Annual Research Review: Enduring neurobiological effects of childhood abuse and neglect

J Child Psychol Psychiatry. 2016 Mar;57(3):241-66. doi: 10.1111/jcpp.12507. Epub 2016 Feb 1.


Background: Childhood maltreatment is the most important preventable cause of psychopathology accounting for about 45% of the population attributable risk for childhood onset psychiatric disorders. A key breakthrough has been the discovery that maltreatment alters trajectories of brain development.

Methods: This review aims to synthesize neuroimaging findings in children who experienced caregiver neglect as well as from studies in children, adolescents and adults who experienced physical, sexual and emotional abuse. In doing so, we provide preliminary answers to questions regarding the importance of type and timing of exposure, gender differences, reversibility and the relationship between brain changes and psychopathology. We also discuss whether these changes represent adaptive modifications or stress-induced damage.

Results: Parental verbal abuse, witnessing domestic violence and sexual abuse appear to specifically target brain regions (auditory, visual and somatosensory cortex) and pathways that process and convey the aversive experience. Maltreatment is associated with reliable morphological alterations in anterior cingulate, dorsal lateral prefrontal and orbitofrontal cortex, corpus callosum and adult hippocampus, and with enhanced amygdala response to emotional faces and diminished striatal response to anticipated rewards. Evidence is emerging that these regions and interconnecting pathways have sensitive exposure periods when they are most vulnerable.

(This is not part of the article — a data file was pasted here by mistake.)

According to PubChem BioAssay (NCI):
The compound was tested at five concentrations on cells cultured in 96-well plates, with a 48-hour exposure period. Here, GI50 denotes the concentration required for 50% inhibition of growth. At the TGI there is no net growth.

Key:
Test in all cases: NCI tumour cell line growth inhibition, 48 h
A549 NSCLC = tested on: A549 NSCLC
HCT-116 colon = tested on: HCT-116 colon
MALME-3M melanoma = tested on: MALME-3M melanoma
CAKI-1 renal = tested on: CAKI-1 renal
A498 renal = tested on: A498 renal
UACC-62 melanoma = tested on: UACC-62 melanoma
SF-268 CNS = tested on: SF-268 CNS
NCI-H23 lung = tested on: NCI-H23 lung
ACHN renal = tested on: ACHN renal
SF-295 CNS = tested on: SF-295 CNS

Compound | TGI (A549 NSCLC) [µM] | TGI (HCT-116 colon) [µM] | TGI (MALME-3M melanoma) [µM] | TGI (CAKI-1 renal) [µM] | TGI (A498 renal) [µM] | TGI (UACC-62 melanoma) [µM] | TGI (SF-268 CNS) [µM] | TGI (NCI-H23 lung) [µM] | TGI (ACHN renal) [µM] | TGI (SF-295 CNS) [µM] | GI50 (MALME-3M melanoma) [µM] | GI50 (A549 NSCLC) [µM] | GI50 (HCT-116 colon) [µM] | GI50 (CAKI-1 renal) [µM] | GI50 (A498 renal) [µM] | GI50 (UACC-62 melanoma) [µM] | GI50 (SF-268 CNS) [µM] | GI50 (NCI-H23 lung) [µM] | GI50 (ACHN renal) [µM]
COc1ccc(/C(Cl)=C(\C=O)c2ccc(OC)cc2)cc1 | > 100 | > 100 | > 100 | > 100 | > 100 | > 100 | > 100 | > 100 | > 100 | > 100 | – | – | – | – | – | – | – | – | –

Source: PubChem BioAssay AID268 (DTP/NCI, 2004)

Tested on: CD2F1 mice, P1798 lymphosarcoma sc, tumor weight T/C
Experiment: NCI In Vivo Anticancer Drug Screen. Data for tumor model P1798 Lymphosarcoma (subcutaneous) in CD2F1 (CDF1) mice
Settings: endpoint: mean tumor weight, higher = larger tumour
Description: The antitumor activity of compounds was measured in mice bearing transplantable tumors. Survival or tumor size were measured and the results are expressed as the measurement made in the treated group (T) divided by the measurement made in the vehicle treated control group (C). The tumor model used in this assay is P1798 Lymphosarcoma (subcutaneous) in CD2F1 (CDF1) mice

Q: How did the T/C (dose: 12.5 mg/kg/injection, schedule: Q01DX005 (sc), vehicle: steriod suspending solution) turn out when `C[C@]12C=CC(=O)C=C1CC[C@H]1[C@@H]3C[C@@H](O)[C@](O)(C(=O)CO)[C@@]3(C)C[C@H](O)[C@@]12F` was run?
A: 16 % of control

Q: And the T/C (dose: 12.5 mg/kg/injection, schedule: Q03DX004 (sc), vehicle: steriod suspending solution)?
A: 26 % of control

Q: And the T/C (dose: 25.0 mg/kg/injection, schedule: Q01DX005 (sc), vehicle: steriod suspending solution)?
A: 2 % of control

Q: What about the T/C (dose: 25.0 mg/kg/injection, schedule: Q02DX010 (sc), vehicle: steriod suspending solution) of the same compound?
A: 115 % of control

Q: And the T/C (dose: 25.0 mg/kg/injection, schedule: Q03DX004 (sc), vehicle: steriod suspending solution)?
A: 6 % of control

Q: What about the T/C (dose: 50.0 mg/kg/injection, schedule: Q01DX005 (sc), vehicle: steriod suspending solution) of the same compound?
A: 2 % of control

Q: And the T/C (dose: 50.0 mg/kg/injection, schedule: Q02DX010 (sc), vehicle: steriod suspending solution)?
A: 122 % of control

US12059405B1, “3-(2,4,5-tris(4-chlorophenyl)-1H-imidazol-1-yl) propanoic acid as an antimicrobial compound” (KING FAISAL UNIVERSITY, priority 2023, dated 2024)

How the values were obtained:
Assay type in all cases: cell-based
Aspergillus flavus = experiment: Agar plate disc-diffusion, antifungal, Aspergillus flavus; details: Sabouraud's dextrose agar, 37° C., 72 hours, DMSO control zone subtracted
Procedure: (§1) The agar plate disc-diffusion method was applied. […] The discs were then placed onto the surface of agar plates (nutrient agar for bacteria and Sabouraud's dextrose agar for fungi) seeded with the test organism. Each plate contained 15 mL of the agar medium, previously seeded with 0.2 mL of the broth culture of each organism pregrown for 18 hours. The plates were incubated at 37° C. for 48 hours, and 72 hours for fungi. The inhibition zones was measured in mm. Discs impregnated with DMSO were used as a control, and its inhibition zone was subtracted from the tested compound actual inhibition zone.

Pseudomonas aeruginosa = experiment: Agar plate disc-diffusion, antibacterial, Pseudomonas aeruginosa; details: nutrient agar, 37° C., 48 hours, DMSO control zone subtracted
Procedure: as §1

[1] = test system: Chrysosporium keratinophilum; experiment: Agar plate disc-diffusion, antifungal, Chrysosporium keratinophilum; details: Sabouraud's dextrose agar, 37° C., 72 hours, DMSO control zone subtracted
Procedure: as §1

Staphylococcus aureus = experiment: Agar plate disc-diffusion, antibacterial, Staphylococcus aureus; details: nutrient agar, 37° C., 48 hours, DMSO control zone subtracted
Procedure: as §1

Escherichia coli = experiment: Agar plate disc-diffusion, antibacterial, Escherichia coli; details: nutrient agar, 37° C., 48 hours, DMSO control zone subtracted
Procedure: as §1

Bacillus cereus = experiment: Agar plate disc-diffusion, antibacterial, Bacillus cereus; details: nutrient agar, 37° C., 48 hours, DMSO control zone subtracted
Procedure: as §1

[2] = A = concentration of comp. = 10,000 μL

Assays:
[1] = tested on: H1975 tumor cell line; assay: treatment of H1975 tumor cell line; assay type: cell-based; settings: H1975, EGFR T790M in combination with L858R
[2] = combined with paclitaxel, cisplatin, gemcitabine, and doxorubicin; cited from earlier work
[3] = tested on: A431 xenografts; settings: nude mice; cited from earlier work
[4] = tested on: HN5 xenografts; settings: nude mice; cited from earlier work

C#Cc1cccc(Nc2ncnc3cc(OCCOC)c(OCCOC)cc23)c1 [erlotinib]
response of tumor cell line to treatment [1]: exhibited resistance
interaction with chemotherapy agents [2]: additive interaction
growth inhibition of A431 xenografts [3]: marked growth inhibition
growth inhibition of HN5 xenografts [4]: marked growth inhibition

Conclusions: Early deprivation and later abuse may have opposite effects on amygdala volume. Structural and functional abnormalities initially attributed to psychiatric illness may be a more direct consequence of abuse. Childhood maltreatment exerts a prepotent influence on brain development and has been an unrecognized confound in almost all psychiatric neuroimaging studies. These brain changes may be best understood as adaptive responses to facilitate survival and reproduction in the face of adversity. Their relationship to psychopathology is complex as they are discernible in both susceptible and resilient individuals with maltreatment histories. Mechanisms fostering resilience will need to be a primary focus of future studies.

Keywords: Child abuse; neglect; neuroimaging; resilience; stress.

Publication types

  • Research Support, N.I.H., Extramural
  • Review

MeSH terms

  • Adolescent
  • Brain / growth & development
  • Brain / pathology
  • Child
  • Child Abuse / psychology*
  • Child Abuse, Sexual / psychology
  • Child Development / physiology
  • Humans
  • Neuroimaging